Three specific areas in which government projects can differ from most private sector projects are schedule, decisionmaking, and low bid procurement. These are general project issues that commissioning providers need to be aware of in order to adapt their processes and expectations to a government project without becoming overly frustrated.
ScheduleThe schedules on public projects are subject to the influences of funding through public appropriations, bond referendums, budget cuts, and the need to change scope and performance requirements in the middle of design or construction. Many projects have been on the drawing boards for many years, unable to progress due to technical challenges and changing requirements. This leads to the next topic regarding the process of decisionmaking in public projects.
Decision MakingWe have found that public projects tend to be less efficient than private projects. Getting the job done on time and within budget is not necessarily as important as not making waves and staying abreast of the ever-changing political climate.
In addition, and less skeptically, there are many “clients” who need to be satisfied by design and construction projects, and the higher up in government one goes, the less flexible those individual clients are. There seems to be denial of the fact that you can’t satisfy everyone’s complete wishlist. No one involved in a design and construction project is in any position to tell a Supreme Court justice, a legislator, or a member of the Joint Chiefs of Staff that what they want isn’t in the best interest of the project.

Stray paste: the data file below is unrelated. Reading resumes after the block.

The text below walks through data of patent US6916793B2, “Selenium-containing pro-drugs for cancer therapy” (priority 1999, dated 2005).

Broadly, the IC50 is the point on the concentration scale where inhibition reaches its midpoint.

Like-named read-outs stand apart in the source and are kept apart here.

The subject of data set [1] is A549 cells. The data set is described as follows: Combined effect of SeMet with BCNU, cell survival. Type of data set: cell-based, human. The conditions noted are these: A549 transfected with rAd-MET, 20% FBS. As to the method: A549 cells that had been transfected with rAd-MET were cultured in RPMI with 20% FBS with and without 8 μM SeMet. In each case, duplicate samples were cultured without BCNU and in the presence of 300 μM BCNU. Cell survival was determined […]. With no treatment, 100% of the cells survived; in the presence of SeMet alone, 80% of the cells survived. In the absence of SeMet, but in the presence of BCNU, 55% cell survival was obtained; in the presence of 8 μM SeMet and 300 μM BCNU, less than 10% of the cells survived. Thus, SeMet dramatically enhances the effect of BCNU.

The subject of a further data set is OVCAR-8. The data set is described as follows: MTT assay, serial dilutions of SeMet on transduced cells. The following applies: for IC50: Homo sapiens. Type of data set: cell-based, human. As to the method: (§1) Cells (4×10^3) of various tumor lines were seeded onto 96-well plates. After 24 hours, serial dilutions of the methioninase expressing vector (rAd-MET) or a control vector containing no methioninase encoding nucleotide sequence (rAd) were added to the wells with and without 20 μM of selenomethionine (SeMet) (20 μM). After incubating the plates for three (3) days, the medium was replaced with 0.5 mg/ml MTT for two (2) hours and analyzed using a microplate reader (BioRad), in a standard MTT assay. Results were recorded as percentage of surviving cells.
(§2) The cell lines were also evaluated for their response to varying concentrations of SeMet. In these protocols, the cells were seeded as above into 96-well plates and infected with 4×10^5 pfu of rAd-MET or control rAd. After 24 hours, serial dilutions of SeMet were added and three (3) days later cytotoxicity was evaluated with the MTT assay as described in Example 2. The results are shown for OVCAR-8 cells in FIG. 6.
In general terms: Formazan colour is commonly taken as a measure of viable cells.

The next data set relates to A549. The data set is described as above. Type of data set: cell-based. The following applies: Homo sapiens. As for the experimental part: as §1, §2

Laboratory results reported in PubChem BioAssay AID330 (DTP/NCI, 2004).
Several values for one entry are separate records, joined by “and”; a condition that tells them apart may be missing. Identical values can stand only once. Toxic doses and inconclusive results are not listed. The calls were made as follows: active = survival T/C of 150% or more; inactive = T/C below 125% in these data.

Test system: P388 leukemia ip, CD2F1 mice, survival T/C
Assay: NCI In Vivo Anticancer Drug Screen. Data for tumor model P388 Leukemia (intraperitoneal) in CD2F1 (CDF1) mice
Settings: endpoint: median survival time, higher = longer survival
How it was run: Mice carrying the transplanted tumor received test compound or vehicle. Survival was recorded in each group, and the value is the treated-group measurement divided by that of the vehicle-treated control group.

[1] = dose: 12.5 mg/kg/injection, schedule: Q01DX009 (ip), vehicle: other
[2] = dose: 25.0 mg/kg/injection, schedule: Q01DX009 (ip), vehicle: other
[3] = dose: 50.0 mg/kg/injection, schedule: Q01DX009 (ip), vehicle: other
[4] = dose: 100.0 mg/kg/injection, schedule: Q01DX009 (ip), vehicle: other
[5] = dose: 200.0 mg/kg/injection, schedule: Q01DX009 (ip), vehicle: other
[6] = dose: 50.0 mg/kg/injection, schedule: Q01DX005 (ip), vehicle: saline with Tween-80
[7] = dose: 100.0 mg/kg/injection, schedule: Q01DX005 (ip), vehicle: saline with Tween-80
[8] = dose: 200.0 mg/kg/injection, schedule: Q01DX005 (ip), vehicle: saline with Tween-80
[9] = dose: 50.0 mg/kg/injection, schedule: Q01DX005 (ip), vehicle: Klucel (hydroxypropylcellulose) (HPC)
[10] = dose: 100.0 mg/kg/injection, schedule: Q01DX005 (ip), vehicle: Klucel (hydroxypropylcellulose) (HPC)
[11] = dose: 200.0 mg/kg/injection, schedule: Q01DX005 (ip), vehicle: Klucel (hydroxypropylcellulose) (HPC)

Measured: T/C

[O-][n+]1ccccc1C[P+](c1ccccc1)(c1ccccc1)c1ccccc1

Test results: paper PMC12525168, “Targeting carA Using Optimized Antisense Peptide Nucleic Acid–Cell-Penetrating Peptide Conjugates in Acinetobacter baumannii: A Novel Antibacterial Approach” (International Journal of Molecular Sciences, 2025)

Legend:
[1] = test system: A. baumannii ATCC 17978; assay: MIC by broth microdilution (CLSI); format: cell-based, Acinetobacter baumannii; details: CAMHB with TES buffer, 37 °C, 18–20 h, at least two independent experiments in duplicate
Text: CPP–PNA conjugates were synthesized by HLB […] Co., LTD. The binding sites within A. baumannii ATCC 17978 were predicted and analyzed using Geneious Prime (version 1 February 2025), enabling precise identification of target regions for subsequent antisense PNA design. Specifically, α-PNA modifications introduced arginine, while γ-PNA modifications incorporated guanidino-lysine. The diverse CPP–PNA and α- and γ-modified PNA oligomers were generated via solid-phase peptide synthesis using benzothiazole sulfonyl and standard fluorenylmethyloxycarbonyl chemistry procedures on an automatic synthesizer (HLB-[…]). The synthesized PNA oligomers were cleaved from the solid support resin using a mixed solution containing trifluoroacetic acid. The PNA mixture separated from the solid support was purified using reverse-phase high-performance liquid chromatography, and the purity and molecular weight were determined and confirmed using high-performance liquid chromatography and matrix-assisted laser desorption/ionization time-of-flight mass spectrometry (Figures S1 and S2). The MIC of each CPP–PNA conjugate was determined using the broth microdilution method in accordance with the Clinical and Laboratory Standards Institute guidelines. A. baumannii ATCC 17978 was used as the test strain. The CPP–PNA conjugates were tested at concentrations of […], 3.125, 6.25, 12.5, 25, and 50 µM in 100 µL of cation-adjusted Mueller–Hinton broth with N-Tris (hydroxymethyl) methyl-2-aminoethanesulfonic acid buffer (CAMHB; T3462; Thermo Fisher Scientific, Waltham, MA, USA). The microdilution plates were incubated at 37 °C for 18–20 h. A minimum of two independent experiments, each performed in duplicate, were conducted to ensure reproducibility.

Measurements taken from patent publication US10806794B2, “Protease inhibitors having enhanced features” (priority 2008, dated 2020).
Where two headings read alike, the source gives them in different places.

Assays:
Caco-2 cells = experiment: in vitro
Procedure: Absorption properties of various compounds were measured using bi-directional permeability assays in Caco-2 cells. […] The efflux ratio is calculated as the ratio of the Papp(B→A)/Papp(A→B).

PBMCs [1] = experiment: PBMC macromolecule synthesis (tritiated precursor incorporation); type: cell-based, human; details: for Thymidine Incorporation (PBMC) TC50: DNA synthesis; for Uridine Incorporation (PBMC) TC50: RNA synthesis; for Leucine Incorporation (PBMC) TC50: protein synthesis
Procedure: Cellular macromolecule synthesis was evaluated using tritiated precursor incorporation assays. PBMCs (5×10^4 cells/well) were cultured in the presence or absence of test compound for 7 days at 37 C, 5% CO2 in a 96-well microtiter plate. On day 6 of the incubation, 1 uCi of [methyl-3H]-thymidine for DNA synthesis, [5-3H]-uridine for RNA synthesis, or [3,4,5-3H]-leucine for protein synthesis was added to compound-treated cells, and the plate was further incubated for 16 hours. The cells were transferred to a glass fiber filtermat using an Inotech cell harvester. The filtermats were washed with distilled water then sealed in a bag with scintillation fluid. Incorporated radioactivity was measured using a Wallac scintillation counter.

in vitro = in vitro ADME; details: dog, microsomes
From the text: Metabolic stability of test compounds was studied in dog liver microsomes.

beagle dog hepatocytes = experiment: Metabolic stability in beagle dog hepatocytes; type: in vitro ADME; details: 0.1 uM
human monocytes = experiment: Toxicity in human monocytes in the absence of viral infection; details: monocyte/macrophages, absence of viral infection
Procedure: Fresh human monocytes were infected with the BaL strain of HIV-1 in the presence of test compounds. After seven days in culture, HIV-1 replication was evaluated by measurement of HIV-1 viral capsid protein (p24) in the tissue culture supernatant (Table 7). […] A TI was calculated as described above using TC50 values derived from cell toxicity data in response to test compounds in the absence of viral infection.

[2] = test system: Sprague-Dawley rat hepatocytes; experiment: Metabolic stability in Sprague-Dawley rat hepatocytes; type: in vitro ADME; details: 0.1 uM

Government programs are funded by taxpayer dollars and are scrutinized by many layers of oversight. When there are more players, there are always more issues to be resolved. Consensus building is critically important in the public sector and very time-consuming.
Sometimes we find streamlined operations and empowered public sector workers, but typically, management is by committee. This means more questions and more answers. Progress is slower and tends to be compromised because so many different people need to be satisfied.
Two lesson that must be learned for doing public work is to be prepared for a long, drawn-out commissioning plan development process, and to be flexible. You will attend more meetings than you ever thought possible, shuffle project team hours constantly, and prepare more documentation than you ever thought you would need.
Low-Bid ProcurementThe historical requirement that public work be procured from low bidders affects the nature of, team relationships within, and success of public projects. We believe these impacts are mostly negative, and this column is not the forum for a dissertation on that topic. Although a number of public agencies are dabbling in alternate contracting mechanisms, there is a generation or two of public contractors who may have as much trouble with the transition as the government itself.
The unrelenting drive for low cost has a huge impact on our ability to help ensure that the operations staff has the documentation and training they need to operate the systems effectively. In order to keep capital costs down or to expand a project physically, documentation and testing (traditionally included but ignored parts of every specification) are seen as expendable or not worth enforcing. Time, money, and resources are allocated to build, but not to document, manage, and verify, which we believe are equally as important as construction for the long-term viability of the facility.
In a few cases, empowered civil servants are finding that they can shift money from future O&M funds into capital projects to help fund, support, and give commissioning the high profile it needs to be successful. This is not an exercise for the weak of heart, but it has been done.